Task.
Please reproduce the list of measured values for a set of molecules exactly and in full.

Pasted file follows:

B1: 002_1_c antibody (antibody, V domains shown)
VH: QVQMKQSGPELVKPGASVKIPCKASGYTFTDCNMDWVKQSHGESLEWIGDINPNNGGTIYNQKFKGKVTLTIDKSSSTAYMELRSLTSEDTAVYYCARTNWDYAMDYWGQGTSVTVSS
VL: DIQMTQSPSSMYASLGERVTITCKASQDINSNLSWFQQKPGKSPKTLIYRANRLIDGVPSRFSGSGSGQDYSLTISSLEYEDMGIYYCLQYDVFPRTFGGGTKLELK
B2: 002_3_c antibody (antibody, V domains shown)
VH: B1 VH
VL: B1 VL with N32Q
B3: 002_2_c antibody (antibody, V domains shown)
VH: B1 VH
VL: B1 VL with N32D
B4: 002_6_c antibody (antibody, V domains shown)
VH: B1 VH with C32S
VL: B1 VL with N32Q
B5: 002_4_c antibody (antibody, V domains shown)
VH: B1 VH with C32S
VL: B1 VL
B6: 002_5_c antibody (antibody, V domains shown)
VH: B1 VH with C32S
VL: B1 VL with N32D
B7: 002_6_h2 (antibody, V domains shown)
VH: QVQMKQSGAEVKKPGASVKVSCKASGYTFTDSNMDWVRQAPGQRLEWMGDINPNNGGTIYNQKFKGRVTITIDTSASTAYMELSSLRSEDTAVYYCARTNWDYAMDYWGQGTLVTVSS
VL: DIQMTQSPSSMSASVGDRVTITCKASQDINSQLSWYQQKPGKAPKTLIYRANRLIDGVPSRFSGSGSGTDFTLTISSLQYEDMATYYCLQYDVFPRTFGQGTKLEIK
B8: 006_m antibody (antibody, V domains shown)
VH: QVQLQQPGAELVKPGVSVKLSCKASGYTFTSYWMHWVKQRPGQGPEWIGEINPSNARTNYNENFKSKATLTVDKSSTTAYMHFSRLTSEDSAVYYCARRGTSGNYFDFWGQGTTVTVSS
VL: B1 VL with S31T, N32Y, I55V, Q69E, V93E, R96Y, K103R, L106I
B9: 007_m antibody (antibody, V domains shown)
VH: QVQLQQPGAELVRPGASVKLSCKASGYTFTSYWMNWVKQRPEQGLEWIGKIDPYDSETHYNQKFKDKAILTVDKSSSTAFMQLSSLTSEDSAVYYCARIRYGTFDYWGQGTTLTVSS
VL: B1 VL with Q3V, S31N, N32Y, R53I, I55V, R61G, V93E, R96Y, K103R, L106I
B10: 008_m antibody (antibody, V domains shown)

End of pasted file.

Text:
B1: 002_1_c antibody (antibody, V domains shown)
VH: QVQMKQSGPELVKPGASVKIPCKASGYTFTDCNMDWVKQSHGESLEWIGDINPNNGGTIYNQKFKGKVTLTIDKSSSTAYMELRSLTSEDTAVYYCARTNWDYAMDYWGQGTSVTVSS
VL: DIQMTQSPSSMYASLGERVTITCKASQDINSNLSWFQQKPGKSPKTLIYRANRLIDGVPSRFSGSGSGQDYSLTISSLEYEDMGIYYCLQYDVFPRTFGGGTKLELK
B2: 002_3_c antibody (antibody, V domains shown)
VH: B1 VH
VL: B1 VL with N32Q
B3: 002_2_c antibody (antibody, V domains shown)
VH: B1 VH
VL: B1 VL with N32D
B4: 002_6_c antibody (antibody, V domains shown)
VH: B1 VH with C32S
VL: B1 VL with N32Q
B5: 002_4_c antibody (antibody, V domains shown)
VH: B1 VH with C32S
VL: B1 VL
B6: 002_5_c antibody (antibody, V domains shown)
VH: B1 VH with C32S
VL: B1 VL with N32D
B7: 002_6_h2 (antibody, V domains shown)
VH: QVQMKQSGAEVKKPGASVKVSCKASGYTFTDSNMDWVRQAPGQRLEWMGDINPNNGGTIYNQKFKGRVTITIDTSASTAYMELSSLRSEDTAVYYCARTNWDYAMDYWGQGTLVTVSS
VL: DIQMTQSPSSMSASVGDRVTITCKASQDINSQLSWYQQKPGKAPKTLIYRANRLIDGVPSRFSGSGSGTDFTLTISSLQYEDMATYYCLQYDVFPRTFGQGTKLEIK
B8: 006_m antibody (antibody, V domains shown)
VH: QVQLQQPGAELVKPGVSVKLSCKASGYTFTSYWMHWVKQRPGQGPEWIGEINPSNARTNYNENFKSKATLTVDKSSTTAYMHFSRLTSEDSAVYYCARRGTSGNYFDFWGQGTTVTVSS
VL: B1 VL with S31T, N32Y, I55V, Q69E, V93E, R96Y, K103R, L106I
B9: 007_m antibody (antibody, V domains shown)
VH: QVQLQQPGAELVRPGASVKLSCKASGYTFTSYWMNWVKQRPEQGLEWIGKIDPYDSETHYNQKFKDKAILTVDKSSSTAFMQLSSLTSEDSAVYYCARIRYGTFDYWGQGTTLTVSS
VL: B1 VL with Q3V, S31N, N32Y, R53I, I55V, R61G, V93E, R96Y, K103R, L106I
B10: 008_m antibody (antibody, V domains shown)